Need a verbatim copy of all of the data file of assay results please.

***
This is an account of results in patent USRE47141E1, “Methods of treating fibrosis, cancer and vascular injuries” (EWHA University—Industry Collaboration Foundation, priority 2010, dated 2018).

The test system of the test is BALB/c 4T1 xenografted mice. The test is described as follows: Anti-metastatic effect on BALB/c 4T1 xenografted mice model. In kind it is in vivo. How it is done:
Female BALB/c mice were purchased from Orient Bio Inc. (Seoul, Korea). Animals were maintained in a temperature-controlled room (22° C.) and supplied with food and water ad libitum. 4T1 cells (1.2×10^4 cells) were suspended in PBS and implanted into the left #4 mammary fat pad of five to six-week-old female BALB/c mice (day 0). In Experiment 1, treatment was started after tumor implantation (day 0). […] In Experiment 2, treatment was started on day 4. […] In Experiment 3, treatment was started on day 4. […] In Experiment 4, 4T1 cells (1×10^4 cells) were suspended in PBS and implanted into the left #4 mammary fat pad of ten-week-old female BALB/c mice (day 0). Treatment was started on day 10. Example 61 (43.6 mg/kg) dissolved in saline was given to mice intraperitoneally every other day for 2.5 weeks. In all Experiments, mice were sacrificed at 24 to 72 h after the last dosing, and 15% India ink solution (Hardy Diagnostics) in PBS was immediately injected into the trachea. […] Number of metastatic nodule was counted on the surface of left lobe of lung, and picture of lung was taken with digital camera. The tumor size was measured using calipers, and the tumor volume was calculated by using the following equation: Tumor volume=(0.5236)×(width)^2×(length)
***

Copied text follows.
This is an account of results in patent USRE47141E1, “Methods of treating fibrosis, cancer and vascular injuries” (EWHA University—Industry Collaboration Foundation, priority 2010, dated 2018).

The test system of the test is BALB/c 4T1 xenografted mice. The test is described as follows: Anti-metastatic effect on BALB/c 4T1 xenografted mice model. In kind it is in vivo. How it is done:
Female BALB/c mice were purchased from Orient Bio Inc. (Seoul, Korea). Animals were maintained in a temperature-controlled room (22° C.) and supplied with food and water ad libitum. 4T1 cells (1.2×10^4 cells) were suspended in PBS and implanted into the left #4 mammary fat pad of five to six-week-old female BALB/c mice (day 0). In Experiment 1, treatment was started after tumor implantation (day 0). […] In Experiment 2, treatment was started on day 4. […] In Experiment 3, treatment was started on day 4. […] In Experiment 4, 4T1 cells (1×10^4 cells) were suspended in PBS and implanted into the left #4 mammary fat pad of ten-week-old female BALB/c mice (day 0). Treatment was started on day 10. Example 61 (43.6 mg/kg) dissolved in saline was given to mice intraperitoneally every other day for 2.5 weeks. In all Experiments, mice were sacrificed at 24 to 72 h after the last dosing, and 15% India ink solution (Hardy Diagnostics) in PBS was immediately injected into the trachea. […] Number of metastatic nodule was counted on the surface of left lobe of lung, and picture of lung was taken with digital camera. The tumor size was measured using calipers, and the tumor volume was calculated by using the following equation: Tumor volume=(0.5236)×(width)^2×(length)